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Aliciella triodon
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Coyote Gilia
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Aliciella triodon

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About Coyote Gilia (Aliciella triodon) Aliciella triodon (formerly Gilia triodon) is a species of flowering plant in the phlox family known by the common name coyote gilia. It is native to the American desert southwest from California to New Mexico, where it grows in desert habitat such as scrub and woodland. This small herb produces a thin, glandular stem not more than about 13 centimeters tall. The stem is surrounded by a basal rosette of fleshy, sharp-lobed leaves each up to 2 centimeters long. There are sometimes smaller, unlobed leaves on the stem itself. The inflorescence is a solitary flower or loose array of two or three flowers each about 5 to 7 millimeters wide. Each flower has a hair-thin tubular throat opening into a whitish corolla. The corolla lobes each have three distinct teeth.
Plant Description
Plant Type
Annual herb

Max. Height
1.9 - 5.2 in (4.8 - 13.2 cm)

Flower Color

Native Status
Natural Setting
Elevation ?
3884' - 5365'

Annual Precip. ?
5.6" - 9.8"

Summer Precip. ?
0.44" - 2.77"

Coldest Month ?
40.7° F - 46.4° F

Hottest Month ?
67.9° F - 75.2° F

Humidity ?
4.13 vpd - 28.72 vpd

Landscaping Information
Nursery Availability
Never or Almost Never Available

Sources include: Wikipedia. All text shown in the "About" section of these pages is available under the Creative Commons Attribution-ShareAlike License. Plant observation data provided by the participants of the California Consortia of Herbaria, Sunset information provided by Jepson Flora Project. Propogation from seed information provided by the Santa Barbara Botanical Garden from "Seed Propagation of Native California Plants" by Dara E. Emery. Sources of plant photos include CalPhotos, Wikimedia Commons, and independent plant photographers who have agreed to share their images with Calscape. Other general sources of information include Calflora, CNPS Manual of Vegetation Online, Jepson Flora Project, Las Pilitas, Theodore Payne, Tree of Life, The Xerces Society, and information provided by CNPS volunteer editors, with special thanks to Don Rideout. Climate data used in creation of plant range maps is from PRISM Climate Group, Oregon State University, using 30 year (1981-2010) annual "normals" at an 800 meter spatial resolution.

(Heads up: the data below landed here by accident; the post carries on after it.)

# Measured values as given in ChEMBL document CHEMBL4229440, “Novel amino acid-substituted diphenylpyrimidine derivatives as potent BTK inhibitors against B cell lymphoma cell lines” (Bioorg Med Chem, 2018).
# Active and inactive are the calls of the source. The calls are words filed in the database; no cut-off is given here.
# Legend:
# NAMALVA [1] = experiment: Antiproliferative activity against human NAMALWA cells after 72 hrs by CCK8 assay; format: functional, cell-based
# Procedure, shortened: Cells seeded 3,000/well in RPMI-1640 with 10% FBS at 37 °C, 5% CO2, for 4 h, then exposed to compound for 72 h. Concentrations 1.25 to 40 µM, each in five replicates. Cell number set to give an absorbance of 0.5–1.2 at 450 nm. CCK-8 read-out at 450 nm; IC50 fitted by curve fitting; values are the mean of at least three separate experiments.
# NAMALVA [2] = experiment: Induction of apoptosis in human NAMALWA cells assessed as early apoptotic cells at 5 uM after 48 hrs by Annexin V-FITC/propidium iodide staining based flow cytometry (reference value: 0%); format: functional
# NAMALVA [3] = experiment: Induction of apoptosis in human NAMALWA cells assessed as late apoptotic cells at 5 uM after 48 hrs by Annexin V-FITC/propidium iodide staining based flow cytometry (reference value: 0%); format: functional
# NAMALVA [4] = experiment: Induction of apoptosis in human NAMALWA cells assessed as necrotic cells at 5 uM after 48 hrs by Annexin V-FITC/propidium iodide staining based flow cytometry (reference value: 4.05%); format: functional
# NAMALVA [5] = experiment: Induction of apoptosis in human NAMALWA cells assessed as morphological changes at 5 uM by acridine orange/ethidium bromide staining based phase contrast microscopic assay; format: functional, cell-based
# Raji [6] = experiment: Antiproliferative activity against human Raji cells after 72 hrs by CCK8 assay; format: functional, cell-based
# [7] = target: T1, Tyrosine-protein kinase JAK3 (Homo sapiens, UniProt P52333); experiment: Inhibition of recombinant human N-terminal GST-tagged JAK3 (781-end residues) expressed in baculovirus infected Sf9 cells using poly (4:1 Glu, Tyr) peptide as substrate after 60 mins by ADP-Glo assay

Links:   Jepson eFlora Taxon Page  CalPhotos  Wikipedia  Calflora

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